Monday, February 3, 2014

Rocks, barrels and teddy bears

Green Valley, AZ – This small community, just south of Tucson, is a mecca for snowbirds, judging by all the different licence plates we observed in the shopping mall parking lot this afternoon.  Our RV park is a resort for long-term visitors who settle right in, building stairs, laying patios, and planting flowers in pots around their RVs or park models.  Even though we are just passing through, we have a nice concrete pad next to our site for our patio furniture.

Putting out lawn chairs wasn’t top of mind today, however. It was sunny when we pulled in, but cool in the shade, and now there is the patter of raindrops on the roof as gusts of wind rock us in our home on wheels.  We are beginning to wonder if we haven’t been unleashing a swath of cold weather at every spot we visit!

Our trip from Lordsburg today took us through a great variety of southwestern terrain.  In the final miles of New Mexico the land was flat for miles, with distant purple mountain ranges dividing the desert from the sky. The vegetation was mostly low, spiky shrubs and yellow grass.

Arizona’s star flag greeted us at the state line, and not long after we passed it, new vegetation came into view.  This is the only state where the saguaro cactus grows – those are the ones that you see in cartoons with a sombrero on top and curved arms sticking out on either side – and sure enough, there they were just a few miles in to the state!  We also spotted barrel cacti, shaped like, well, like a small barrel – and some were starting to produce yellow flowers on top.  The cholla plant, sometimes called a teddy bear plant, stands up to three feet tall with lots of chubby, fuzzy branches.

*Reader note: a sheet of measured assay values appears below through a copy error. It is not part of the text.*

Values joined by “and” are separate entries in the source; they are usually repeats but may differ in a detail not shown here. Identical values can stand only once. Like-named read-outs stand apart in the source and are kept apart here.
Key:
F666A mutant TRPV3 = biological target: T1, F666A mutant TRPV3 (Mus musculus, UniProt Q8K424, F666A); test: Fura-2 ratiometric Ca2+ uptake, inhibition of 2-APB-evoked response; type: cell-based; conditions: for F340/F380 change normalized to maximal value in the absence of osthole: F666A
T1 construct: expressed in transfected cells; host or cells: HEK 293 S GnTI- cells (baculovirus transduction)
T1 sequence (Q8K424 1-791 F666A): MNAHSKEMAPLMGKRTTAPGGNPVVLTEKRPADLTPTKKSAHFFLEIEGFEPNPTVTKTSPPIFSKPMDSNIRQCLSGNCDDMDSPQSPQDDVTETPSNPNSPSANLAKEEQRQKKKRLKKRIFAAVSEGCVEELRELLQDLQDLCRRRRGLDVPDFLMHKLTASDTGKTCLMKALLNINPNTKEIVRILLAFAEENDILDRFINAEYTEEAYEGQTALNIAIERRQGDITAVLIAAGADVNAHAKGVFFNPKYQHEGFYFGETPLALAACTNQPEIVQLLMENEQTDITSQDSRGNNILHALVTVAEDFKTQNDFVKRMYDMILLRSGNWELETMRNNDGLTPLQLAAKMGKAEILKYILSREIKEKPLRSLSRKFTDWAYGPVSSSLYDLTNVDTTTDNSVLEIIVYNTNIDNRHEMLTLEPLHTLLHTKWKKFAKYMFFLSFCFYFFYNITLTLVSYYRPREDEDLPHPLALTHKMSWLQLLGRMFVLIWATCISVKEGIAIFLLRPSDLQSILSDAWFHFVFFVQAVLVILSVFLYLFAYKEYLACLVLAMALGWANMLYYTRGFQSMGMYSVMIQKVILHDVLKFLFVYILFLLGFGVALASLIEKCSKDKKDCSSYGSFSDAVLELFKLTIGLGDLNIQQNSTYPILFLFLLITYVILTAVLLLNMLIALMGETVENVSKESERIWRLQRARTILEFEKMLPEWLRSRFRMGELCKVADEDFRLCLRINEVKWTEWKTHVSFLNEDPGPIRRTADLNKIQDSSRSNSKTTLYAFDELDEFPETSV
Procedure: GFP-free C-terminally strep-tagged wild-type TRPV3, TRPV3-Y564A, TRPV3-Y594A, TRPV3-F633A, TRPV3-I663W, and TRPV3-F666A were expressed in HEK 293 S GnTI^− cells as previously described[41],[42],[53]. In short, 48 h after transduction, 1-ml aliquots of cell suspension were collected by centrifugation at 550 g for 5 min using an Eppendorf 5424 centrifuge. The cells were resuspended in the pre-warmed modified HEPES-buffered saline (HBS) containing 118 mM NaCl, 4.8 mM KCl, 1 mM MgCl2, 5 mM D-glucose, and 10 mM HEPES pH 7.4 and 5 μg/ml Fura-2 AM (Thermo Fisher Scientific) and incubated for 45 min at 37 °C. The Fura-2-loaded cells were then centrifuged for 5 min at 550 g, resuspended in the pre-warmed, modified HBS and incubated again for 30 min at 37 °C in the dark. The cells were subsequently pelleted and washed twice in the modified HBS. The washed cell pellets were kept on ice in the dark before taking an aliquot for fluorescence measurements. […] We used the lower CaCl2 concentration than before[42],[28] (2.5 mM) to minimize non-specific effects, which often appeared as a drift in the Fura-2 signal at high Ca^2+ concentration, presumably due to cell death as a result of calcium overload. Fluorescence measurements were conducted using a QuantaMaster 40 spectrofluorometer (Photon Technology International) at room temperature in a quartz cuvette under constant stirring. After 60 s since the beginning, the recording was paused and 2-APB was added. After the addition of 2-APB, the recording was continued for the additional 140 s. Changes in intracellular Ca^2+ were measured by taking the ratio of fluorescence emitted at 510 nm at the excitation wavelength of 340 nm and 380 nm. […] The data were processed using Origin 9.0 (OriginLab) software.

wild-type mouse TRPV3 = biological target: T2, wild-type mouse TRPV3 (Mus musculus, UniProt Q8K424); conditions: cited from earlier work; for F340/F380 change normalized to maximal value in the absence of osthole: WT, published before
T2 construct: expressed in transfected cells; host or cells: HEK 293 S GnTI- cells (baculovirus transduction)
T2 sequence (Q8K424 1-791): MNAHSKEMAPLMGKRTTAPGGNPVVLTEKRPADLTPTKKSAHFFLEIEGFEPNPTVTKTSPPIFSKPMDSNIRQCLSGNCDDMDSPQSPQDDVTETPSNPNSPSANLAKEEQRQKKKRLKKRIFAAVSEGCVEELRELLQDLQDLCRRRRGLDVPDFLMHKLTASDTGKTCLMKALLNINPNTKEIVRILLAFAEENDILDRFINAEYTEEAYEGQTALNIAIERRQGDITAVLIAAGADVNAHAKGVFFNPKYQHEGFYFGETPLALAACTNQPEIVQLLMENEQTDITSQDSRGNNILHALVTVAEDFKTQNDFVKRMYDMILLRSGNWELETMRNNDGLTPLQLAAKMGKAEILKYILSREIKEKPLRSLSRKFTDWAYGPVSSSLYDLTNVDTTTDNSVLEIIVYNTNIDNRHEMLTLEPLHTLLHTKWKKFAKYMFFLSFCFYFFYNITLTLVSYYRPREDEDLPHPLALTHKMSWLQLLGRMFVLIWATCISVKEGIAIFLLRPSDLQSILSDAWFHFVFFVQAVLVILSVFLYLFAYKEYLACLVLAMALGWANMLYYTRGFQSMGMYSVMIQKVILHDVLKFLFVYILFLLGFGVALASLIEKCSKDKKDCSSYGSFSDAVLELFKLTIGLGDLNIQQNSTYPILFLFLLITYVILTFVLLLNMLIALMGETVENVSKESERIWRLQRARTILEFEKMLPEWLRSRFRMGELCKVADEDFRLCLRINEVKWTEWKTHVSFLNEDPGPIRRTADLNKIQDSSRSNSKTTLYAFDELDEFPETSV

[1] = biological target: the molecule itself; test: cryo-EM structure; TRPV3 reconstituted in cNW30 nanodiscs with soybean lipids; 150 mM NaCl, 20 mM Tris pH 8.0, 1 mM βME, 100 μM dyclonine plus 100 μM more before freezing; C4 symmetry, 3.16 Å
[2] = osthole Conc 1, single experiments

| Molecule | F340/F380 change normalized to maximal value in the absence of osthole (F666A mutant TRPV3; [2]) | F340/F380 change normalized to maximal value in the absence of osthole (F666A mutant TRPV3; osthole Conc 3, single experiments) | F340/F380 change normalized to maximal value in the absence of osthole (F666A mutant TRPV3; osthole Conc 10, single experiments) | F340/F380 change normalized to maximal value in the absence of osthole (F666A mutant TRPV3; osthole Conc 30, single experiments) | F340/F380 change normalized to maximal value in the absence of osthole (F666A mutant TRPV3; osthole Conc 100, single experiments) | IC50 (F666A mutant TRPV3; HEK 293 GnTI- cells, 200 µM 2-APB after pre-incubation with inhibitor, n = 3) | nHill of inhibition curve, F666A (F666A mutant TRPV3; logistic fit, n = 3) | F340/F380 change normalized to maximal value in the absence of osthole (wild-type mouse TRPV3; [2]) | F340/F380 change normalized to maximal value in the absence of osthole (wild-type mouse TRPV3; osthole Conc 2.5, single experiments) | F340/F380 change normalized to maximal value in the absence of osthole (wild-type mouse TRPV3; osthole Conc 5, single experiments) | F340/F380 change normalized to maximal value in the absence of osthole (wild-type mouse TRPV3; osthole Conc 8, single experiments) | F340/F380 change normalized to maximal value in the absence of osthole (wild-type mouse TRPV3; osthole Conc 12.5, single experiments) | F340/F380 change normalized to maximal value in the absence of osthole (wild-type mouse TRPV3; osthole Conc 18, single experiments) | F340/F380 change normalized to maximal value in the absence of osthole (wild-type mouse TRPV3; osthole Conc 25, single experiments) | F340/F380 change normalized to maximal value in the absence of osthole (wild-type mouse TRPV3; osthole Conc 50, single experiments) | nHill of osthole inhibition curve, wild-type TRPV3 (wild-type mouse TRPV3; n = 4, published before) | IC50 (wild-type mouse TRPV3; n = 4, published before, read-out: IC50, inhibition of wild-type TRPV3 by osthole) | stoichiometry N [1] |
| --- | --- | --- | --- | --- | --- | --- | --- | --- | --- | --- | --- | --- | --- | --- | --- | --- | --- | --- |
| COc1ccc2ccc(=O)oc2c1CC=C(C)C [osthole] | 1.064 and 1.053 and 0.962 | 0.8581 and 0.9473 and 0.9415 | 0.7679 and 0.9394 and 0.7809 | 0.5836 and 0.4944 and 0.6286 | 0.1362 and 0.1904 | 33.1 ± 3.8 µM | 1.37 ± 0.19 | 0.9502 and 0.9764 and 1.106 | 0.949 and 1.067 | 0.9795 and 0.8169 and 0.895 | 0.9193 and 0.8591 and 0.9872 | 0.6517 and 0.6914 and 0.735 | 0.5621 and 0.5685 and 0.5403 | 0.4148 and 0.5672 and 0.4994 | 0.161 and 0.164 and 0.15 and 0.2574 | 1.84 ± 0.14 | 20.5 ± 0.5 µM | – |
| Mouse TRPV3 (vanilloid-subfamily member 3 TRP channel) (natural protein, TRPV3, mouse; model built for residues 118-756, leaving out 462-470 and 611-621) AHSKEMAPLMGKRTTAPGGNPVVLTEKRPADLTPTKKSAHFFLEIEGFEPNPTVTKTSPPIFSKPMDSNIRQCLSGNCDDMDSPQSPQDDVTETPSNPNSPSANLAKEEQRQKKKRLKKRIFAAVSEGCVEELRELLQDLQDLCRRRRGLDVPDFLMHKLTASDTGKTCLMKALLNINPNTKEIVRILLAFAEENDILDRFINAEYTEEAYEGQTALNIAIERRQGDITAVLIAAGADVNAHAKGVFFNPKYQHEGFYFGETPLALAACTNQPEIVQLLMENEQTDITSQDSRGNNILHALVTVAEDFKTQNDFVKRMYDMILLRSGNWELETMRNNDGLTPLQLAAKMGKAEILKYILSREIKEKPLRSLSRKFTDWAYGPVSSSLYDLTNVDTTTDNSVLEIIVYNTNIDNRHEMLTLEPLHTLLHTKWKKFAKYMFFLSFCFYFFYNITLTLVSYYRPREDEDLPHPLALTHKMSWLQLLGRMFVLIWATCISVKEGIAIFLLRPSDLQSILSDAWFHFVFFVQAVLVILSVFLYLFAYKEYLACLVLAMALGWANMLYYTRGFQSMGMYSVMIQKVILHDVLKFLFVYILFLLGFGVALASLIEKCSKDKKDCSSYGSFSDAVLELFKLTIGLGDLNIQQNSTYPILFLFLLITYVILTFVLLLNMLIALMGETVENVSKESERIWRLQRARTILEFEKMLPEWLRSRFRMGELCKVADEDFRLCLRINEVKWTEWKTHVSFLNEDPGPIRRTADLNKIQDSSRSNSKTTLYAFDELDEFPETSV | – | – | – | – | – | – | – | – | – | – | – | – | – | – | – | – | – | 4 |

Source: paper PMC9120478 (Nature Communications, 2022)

Just before we got to Willcox we came through a stretch of highway that I remembered well from our last time through.  Enormous rocks surge up from the flat ground, looking like huge rounded building blocks that a giant toddler would have piled up. The mountains in this area are called the Dragoons.  For about five miles there are all kinds of fantastic formations, and then they’re behind you.  I’m sure a geologist would have a great explanation for this, but I don’t!

Interstate 10 brings travelers to Tucson, but since we are aiming to enter California via Yuma at Arizona’s western state line, we turned off the interstate and took a couple of minor highways to Green Valley.  It gave us a closer look at the desert landscape, since we were on a two-lane road.  I had hoped to see a javelina or an antelope or even a rattlesnake, but we didn’t even come across the cattle we were warned about on yellow diamond-shaped signs by the road.  We had to cross several cattle gates – rows of pipes on the roadbed that keeps animals into defined areas – but we didn’t see any wildlife.

Today for the first time we’ve had to pay for our internet service.  Other connections have been flaky or weak, but at least we got them for free.  It makes us appreciate a strong signal when we get it.

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